• link different information sources and representations and move flexibly among them.

• demonstrate advanced mathematical thinking and reasoning and apply this insight and understanding͕ along with a mastery of symbolic and formal mathematical operations and relationships to develop new approaches and strategies for addressing novel situations.

• reflect on their actions and formulate and precisely communicate their actions and reflections regarding their findings, interpretations and arguments͕ as well as explain why they were applied to the original situation.

4. 15 year old Canadian Males are outperforming females in mathematics (by 10-17 points)

- females are outperforming males in reading (by 21-35 points)
- no significant gender difference in science

Here is a graph provided by CMEC (Council of Ministers of Education) on gender disaggregated data:

Whether we believe the PISA tests are important or not, these data raise some interesting dilemmas and questions.

For example, if our students are doing so well with basic skills questions in PISA and on EQAO – see comments by CEO of EQAO here: http://www.theglobeandmail.com/news/national/education/making-a-profit-on-apples/article16856546/

…then why oh why do we want to focus MORE on the “basics”? In a society where we always seem to be picking a side, this math debate is ripe for oversimplification.

I believe problem solving and fluency with basic procedures go HAND IN HAND and the separation of the two is actually part of our oversimplification of the challenges of high quality teaching and learning of mathematics ideas. Consider the following two questions:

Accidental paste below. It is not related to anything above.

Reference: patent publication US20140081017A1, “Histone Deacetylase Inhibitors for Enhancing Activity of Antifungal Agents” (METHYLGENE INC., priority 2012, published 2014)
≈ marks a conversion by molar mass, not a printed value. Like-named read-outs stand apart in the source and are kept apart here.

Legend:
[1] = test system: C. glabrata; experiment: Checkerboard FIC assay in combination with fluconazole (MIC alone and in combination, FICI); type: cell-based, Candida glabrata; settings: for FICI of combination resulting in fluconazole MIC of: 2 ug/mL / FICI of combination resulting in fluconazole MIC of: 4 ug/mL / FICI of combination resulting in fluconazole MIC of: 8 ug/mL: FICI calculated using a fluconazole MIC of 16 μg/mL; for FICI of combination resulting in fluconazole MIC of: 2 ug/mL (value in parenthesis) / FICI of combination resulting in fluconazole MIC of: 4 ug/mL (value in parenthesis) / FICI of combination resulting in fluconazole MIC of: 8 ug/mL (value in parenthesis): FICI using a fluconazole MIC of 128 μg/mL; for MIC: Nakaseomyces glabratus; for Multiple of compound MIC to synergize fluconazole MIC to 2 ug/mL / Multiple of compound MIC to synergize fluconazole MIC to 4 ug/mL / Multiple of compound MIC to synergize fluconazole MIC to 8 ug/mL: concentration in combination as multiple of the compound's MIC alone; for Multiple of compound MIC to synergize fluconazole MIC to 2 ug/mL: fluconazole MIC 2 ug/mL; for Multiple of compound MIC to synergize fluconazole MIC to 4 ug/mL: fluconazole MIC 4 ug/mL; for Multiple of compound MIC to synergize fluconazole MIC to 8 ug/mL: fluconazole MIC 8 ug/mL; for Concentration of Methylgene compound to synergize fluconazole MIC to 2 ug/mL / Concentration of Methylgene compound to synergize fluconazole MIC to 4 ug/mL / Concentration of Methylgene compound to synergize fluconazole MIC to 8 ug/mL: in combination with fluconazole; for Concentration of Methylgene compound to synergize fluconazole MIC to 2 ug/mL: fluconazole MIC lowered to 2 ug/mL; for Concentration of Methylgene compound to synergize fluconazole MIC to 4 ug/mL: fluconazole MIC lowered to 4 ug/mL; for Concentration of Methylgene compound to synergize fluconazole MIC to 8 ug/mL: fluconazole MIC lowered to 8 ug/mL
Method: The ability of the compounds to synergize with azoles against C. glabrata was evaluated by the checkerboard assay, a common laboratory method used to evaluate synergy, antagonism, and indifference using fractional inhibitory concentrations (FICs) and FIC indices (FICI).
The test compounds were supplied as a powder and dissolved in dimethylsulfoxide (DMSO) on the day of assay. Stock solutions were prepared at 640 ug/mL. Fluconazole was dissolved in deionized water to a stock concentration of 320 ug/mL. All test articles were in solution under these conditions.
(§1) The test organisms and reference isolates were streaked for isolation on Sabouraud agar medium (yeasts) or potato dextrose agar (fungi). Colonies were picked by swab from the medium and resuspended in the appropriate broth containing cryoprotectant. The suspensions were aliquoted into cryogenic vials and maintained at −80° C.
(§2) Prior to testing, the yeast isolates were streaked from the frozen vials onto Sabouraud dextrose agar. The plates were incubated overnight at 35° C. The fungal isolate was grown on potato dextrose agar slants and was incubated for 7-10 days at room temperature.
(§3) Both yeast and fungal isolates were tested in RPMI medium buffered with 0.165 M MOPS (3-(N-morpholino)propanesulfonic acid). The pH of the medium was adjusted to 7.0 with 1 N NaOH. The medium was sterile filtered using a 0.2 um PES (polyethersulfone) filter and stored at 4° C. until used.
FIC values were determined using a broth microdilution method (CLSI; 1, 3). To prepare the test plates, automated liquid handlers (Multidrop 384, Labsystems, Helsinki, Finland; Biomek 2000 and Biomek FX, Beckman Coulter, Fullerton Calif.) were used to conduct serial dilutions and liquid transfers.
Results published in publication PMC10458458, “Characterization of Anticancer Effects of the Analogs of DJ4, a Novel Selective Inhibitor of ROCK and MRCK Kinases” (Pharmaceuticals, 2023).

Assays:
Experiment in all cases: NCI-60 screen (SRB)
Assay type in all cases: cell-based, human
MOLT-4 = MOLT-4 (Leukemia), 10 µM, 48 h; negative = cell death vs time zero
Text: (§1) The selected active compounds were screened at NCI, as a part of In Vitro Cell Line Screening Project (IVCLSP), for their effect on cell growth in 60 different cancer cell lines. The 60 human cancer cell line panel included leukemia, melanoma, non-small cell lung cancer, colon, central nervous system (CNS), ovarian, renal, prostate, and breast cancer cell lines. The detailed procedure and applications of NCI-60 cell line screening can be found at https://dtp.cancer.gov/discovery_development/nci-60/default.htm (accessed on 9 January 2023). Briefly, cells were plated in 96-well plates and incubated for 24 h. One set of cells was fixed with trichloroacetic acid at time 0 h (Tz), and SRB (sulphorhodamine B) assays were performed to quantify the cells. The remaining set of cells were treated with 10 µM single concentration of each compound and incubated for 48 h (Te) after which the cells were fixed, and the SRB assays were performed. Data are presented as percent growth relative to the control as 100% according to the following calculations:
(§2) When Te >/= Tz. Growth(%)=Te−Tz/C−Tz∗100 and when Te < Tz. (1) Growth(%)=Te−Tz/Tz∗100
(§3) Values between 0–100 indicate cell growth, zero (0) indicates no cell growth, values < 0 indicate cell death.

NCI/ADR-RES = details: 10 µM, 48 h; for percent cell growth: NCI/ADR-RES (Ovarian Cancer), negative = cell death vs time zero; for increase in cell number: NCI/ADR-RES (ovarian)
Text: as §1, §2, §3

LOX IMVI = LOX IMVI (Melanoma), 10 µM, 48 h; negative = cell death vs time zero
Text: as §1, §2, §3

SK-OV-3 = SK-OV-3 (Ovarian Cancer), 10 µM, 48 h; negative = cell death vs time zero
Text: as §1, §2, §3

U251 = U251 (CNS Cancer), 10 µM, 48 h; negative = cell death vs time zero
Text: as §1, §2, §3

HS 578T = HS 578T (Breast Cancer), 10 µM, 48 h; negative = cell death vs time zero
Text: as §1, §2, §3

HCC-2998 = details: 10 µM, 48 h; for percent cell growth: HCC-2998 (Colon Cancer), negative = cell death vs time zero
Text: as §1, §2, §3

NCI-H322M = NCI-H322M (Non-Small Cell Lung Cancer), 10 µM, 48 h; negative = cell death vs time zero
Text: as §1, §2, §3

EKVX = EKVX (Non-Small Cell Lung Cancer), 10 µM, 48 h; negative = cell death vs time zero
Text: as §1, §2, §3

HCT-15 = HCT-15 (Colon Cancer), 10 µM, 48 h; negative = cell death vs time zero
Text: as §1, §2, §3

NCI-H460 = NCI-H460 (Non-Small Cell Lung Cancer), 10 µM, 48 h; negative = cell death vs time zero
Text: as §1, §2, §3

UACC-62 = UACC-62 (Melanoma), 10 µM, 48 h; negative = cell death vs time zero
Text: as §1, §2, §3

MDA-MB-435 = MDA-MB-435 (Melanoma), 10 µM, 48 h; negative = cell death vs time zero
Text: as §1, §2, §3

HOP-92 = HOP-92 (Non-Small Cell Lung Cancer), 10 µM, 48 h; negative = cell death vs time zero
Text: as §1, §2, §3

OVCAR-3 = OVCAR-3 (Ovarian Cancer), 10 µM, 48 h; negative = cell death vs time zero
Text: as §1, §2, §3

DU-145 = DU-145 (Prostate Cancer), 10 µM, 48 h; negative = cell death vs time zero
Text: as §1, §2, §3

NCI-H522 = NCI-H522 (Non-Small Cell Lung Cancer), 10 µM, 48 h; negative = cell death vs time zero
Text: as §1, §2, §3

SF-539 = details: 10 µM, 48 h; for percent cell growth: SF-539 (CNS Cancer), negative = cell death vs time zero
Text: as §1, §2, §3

The question on the left involves adding four two-digit numbers. I might even be able to answer the question without a clear understanding of what perimeter is. The question on the right involves adding at LEAST three sets of four digit numbers, and it requires a demonstrated understanding of perimeter. AND let’s just hazard a guess that it is slightly more engaging than the addition task on the left. When we are solving more complex problems, we are also practicing and applying procedures.

We need to move beyond quick answers and ask hard questions. What do we mean by “back to basics”? Why do approaches to math teaching and learning such as focusing on procedural skills get pitted against a focus on mathematical problem solving? How do we incorporate BOTH? – Do we really need to sacrifice skills for problem solving? Or do we need to sacrifice problem solving for basic skills?

The layers of complexity are extensive and overall, as we focus our attention on Mathematics in Ontario schools, I believe we need a multipronged approach to valuing and increasing student understanding of mathematics. I shared some suggestions with the Globe and Mail – go to: http://www.theglobeandmail.com/news/national/education/students-need-high-expectations-in-math/article15216621/

Here are some key things I think we ought to consider together:

i. Invest in math learning for our youngest students. Research shows that young children are far more capable of “deep mathematics” thinking and work than we expect. In our Math For Young Children research, Kindergarten students are finding all the combinations of two numbers that equal ten; Grade 1 students are understanding that two figures can have the same area, but look different; Grade 2s are composing and decomposing 3-D figures based on diagrams and images; Grade 3s are representing and graphing linear growth. The math education research clearly demonstrates that explicit and engaging math learning at a young age is not only appropriate – it is essential to future success. In fact, early math is one of the very best predictors of later overall school success.